The interim committees hit the ground running

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By Jimmy Higdon

The legislative interim period officially began this month. My first meeting was June 10 with the Interim Joint Committee on Education, and we had a full slate. We heard two comprehensive presentations from two educational think tanks. First, we heard from Dr. Gene Bottoms with the Southern Regional Education Board Foundation for Excellence in Education, and Gene Wilhoit, executive director of National Center for Innovation in Education.
Dr. Bottoms presented the concept of “two to one world-class system of technical centers,” which would include the collaboration between technical and traditional schools, emphasizing career instruction. There would be a stronger link between technical education centers, community colleges and worksites to produce graduates with relevant jobsite experience; ready to go into a career. The academic and more technical instruction would be blended to benefit the student and the needs of industry. 
Dr. Bottoms raised an important point during his presentation. Students can’t see themselves in a career field if they don’t know about it. His vision is to fill this void with experiences and knowledge about other job choices for students while they are in school. It reminded me of my 8-year-old grandson who recently came to visit us. His grandmother handed him a bar of soap and a towel for his shower, he looked at the bar of soap and said, “What’s this?” I had a good laugh, but I realized he had never seen a bar of soap, and had only used the liquid in his house. He had no concept of what the bar was for, or how he should use it. Similarly, our students can’t see themselves in a productive career that they know nothing about. We need to make our students aware of the many possibilities out there by creating a way to expose choices to them. These choices are likely to spark interests, while opening up a new future that they may not have known possible.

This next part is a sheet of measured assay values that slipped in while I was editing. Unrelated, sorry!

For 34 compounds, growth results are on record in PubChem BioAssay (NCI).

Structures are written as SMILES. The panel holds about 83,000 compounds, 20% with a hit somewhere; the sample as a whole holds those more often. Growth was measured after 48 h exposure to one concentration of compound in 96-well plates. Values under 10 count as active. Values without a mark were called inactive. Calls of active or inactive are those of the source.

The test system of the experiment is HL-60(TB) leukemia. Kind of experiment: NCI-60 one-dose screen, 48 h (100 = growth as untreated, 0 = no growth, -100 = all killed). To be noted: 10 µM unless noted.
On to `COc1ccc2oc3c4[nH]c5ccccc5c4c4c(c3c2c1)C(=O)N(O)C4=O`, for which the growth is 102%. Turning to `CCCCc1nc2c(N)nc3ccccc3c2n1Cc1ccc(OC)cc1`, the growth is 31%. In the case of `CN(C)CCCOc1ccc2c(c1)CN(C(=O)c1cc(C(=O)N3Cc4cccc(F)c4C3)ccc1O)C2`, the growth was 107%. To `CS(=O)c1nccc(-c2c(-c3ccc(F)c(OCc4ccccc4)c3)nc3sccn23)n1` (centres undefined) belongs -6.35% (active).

I am a strong advocate for this type of integration because it helps our industry and our students. Students learn about job opportunities that they can strive for, and employers can have experienced, knowledgeable applicants. Apprenticeships, co-op and internship opportunities, are all win-wins for Kentucky.
The second presentation was by Gene Wilhoit, executive director of National Center for Innovation in Education and former Kentucky Chief of Schools. He reported on a study that looked at creating a more individualized curriculum for students that focused on future career choices. Somewhat similar to the first presentation, the program would require teacher training and different approaches to instruction allowing a more individualized education.
As the landscape of employment in the U.S., and specifically in Kentucky, continues to rapidly change, hearing new ideas to help prepare our students for areas of growth that they can look to for career options is critical to our work in updating educational curriculum, programs and policies.
Equally important, the Interim Joint Committee on Health and Welfare met June 18 and it also was a full agenda of presentations. We heard about a state program, Impact Plus, that provides behavioral health services to kids, and how it will transition those members to Medicaid due to the recent expansion.
Also, we were briefed on the budget for Cabinet for Health and Family Services, and finally heard proponents of legalizing medical marijuana; a topic I am sure will be featured throughout this interim period as we move closer to the 2015 legislative session.
I am always interested in your comments or questions. Please feel free to contact me by calling and leaving a message at the toll-free message line for legislators, 1-800-372-7181. Also, you are welcome to call me at my home, 270-692-6945. My e-mail address is jimmy.higdon@lrc.ky.gov.